I’ve always felt a kinship with Amy Tan. She is the daughter of Chinese immigrants; I’m the daughter of German immigrants. She understands going to school and being different from the other kids, having parents who are different. She is the same age as me, and she married her husband around the same time I married mine. I feel like we’ve lived parallel lives.
Amy Tan would be annoyed I presume to know her. In Where the Past Begins, she says, “I am not the subject matter of mothers and daughters or Chinese culture or immigrant experience that most people cite as my domain.” Oops. That’s entirely what I think about her books. So apparently, I’m mistaken. I don’t get her at all. She goes on to explain, “I am a writer compelled by a subconscious neediness to know, which is different from a need to know. The latter can be satisfied with information. The former is a perpetual state of uncertainty and a tether to the past.” Tan writes to understand who she is in this world. She often explores old family stories in her work, copiously researching to learn what is historically accurate and how circumstances impacted the people who came before her.
Where the Past Begins grew out of Tan’s editor, Daniel Halpern’s, suggestion that she write a book about her process, based on “some of the thousands of e-mails I bombarded him with during the writing of The Valley of Amazement.” Tan didn’t like the concept, and I’m glad because the book is so much more; the one chapter that consists of some of the e-mails is not as interesting to me as it was to Mr. Halpern.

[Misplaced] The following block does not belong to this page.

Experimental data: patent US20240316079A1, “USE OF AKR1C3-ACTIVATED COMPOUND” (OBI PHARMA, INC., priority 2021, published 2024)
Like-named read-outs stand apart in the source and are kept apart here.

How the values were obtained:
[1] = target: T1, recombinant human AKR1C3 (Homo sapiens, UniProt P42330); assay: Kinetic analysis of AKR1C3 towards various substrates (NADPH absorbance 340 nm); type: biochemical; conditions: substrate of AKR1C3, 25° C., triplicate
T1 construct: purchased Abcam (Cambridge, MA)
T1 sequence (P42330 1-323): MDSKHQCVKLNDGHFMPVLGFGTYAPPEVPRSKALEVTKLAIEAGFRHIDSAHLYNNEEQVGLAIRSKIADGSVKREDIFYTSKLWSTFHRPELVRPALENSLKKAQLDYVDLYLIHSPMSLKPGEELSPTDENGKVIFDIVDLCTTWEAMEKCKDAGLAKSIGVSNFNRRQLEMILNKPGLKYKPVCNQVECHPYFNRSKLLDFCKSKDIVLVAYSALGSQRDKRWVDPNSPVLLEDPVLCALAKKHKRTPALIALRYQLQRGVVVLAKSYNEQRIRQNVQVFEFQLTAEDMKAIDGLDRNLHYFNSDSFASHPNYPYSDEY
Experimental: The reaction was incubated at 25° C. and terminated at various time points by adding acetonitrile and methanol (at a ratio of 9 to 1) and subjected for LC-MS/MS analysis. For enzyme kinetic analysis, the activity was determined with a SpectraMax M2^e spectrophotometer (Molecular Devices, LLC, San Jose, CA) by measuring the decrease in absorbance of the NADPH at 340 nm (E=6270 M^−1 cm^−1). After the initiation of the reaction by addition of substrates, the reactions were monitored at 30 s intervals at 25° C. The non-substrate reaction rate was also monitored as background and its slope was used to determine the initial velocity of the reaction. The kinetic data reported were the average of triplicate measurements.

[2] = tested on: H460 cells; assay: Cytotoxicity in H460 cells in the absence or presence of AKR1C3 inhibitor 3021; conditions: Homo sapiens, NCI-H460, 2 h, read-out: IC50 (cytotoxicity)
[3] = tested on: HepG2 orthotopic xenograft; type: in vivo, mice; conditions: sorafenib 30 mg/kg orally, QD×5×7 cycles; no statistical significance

The rest of the book blends together the story of her life, her parents’ lives, and even her grandmother’s too-short life; it’s fascinating reading. Much of her writing process is described, especially concerning The Valley of Amazement. I am comforted somehow to learn that Tan suffers from the same insecurities that I and so many of my writer friends do—that the current project will never be finished, that it won’t be good enough…
There are photographs, too. Some of her grandmother, her parents, young Amy and her brothers, and pictures Tan has drawn. I love the pictures of Amy in the 1950s; they could have been me in my fluffy-skirted dresses. Her Christmas picture shows a tree decorated just like the ones from my childhood, with individual strands of tinsel meticulously hung from the branches; my family owned a TV just like the one standing in the corner of the Tan living room.
Tan details some of the devastating pain in her life: the deaths of her older brother and her father from brain tumors within six months of each other when she was a teen; her mother’s battles with mental illness and Alzheimer’s disease.
There are surprises, as well: I didn’t know Tan has a Bachelor’s degree in English and a Masters and Ph.D. in linguistics.
Reading Where the Past Begins makes me want to reread her earlier (2003) memoir, The Opposite of Fate. I suspect some of the same facts appeared there, but I’d forgotten.
Where the Past Begins is well worth the investment of time and money, especially if you like Tan’s novels. As a lily-white American of European heritage, I found reading about Tan’s family history compelling and enlightening.